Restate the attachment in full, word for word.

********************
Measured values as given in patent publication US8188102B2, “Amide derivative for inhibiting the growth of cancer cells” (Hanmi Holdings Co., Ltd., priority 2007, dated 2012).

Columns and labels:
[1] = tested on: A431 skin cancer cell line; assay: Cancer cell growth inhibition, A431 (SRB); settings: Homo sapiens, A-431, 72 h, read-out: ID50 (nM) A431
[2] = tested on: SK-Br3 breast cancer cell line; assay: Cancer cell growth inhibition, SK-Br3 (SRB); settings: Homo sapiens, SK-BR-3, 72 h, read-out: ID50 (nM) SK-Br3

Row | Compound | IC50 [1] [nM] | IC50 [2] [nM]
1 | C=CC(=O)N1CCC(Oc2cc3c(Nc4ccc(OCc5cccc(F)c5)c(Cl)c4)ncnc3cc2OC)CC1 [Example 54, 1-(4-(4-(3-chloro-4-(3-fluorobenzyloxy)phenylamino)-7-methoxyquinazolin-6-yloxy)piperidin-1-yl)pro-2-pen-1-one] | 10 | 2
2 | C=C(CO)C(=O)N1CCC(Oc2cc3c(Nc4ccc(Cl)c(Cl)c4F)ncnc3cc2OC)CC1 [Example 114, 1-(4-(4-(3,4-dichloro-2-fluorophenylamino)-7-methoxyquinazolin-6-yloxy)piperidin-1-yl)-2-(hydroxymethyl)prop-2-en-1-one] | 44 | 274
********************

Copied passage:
Measured values as given in patent publication US8188102B2, “Amide derivative for inhibiting the growth of cancer cells” (Hanmi Holdings Co., Ltd., priority 2007, dated 2012).

Columns and labels:
[1] = tested on: A431 skin cancer cell line; assay: Cancer cell growth inhibition, A431 (SRB); settings: Homo sapiens, A-431, 72 h, read-out: ID50 (nM) A431
[2] = tested on: SK-Br3 breast cancer cell line; assay: Cancer cell growth inhibition, SK-Br3 (SRB); settings: Homo sapiens, SK-BR-3, 72 h, read-out: ID50 (nM) SK-Br3

Row | Compound | IC50 [1] [nM] | IC50 [2] [nM]
1 | C=CC(=O)N1CCC(Oc2cc3c(Nc4ccc(OCc5cccc(F)c5)c(Cl)c4)ncnc3cc2OC)CC1 [Example 54, 1-(4-(4-(3-chloro-4-(3-fluorobenzyloxy)phenylamino)-7-methoxyquinazolin-6-yloxy)piperidin-1-yl)pro-2-pen-1-one] | 10 | 2
2 | C=C(CO)C(=O)N1CCC(Oc2cc3c(Nc4ccc(Cl)c(Cl)c4F)ncnc3cc2OC)CC1 [Example 114, 1-(4-(4-(3,4-dichloro-2-fluorophenylamino)-7-methoxyquinazolin-6-yloxy)piperidin-1-yl)-2-(hydroxymethyl)prop-2-en-1-one] | 44 | 274